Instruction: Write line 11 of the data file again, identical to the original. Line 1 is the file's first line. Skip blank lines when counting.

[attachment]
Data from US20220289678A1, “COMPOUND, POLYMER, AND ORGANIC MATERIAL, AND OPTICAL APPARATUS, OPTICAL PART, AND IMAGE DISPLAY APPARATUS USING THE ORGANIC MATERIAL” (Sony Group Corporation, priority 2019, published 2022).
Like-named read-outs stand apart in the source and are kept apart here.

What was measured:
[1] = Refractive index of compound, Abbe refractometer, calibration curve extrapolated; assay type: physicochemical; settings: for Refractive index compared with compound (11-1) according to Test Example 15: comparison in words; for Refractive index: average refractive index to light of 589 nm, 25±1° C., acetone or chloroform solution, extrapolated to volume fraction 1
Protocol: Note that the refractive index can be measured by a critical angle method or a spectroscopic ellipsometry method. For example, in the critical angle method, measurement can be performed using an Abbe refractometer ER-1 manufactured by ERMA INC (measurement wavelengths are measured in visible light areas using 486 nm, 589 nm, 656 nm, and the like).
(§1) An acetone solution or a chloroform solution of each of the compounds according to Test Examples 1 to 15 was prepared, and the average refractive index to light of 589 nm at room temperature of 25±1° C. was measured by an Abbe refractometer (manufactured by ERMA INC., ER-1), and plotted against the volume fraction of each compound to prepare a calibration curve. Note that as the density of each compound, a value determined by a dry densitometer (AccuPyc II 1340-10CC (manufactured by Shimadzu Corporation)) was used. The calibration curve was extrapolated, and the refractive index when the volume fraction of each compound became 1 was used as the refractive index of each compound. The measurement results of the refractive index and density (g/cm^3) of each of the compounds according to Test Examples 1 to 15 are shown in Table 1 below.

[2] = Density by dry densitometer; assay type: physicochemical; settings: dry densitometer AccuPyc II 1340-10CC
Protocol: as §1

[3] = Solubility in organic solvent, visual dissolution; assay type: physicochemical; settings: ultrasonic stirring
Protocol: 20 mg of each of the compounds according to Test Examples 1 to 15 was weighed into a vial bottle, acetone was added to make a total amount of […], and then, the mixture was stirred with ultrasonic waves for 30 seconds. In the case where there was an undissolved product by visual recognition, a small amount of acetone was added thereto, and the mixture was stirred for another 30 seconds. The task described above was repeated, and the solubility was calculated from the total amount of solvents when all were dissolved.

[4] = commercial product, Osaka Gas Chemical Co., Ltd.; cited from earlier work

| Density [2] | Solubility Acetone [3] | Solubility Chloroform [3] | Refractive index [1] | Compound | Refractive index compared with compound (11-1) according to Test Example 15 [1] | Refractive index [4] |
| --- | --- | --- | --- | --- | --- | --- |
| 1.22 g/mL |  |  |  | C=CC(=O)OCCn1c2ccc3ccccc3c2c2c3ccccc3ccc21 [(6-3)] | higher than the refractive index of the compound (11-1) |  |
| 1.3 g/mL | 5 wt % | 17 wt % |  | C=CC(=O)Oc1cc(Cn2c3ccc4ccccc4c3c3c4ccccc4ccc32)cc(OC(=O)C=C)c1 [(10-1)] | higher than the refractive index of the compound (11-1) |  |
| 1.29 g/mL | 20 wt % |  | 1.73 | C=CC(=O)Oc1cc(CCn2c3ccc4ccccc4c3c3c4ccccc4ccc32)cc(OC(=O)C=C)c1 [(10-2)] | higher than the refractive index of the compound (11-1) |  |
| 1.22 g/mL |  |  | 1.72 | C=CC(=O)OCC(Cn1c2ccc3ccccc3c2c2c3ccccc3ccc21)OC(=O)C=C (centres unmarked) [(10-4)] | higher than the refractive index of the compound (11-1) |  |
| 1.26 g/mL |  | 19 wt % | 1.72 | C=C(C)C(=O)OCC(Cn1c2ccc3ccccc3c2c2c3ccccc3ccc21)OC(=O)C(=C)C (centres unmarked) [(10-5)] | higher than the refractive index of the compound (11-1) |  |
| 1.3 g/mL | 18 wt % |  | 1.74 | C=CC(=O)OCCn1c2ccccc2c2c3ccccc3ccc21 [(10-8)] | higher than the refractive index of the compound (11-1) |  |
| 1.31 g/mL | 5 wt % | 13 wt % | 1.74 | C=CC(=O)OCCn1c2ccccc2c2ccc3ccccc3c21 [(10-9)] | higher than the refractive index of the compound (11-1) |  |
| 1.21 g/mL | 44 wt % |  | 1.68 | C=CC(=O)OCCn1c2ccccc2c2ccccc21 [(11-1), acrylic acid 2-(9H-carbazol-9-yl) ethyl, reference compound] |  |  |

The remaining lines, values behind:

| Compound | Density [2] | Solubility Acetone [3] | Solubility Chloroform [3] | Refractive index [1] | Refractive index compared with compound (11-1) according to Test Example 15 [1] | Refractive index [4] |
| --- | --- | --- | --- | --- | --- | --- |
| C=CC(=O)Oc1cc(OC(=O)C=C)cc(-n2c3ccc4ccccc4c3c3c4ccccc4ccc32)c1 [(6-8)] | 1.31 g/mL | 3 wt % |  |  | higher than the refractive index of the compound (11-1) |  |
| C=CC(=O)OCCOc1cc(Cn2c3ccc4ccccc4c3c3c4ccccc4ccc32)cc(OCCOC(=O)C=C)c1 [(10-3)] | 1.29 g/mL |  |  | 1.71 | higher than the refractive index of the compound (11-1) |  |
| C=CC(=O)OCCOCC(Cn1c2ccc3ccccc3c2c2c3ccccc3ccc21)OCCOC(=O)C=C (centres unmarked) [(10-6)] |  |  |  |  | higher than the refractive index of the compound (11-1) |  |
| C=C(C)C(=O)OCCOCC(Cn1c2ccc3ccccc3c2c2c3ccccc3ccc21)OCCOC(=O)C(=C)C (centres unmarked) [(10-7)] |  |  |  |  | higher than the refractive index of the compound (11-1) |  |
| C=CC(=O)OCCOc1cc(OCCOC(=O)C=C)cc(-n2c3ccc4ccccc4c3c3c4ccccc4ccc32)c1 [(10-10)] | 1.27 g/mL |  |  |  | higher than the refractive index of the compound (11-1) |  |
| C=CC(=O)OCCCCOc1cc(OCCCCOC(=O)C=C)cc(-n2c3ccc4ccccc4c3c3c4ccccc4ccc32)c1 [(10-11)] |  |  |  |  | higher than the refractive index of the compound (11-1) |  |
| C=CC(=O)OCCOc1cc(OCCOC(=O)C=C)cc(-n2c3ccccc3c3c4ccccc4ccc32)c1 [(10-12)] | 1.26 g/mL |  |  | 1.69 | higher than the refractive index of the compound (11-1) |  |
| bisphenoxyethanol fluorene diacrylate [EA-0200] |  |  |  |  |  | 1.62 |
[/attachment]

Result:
[4] = commercial product, Osaka Gas Chemical Co., Ltd.; cited from earlier work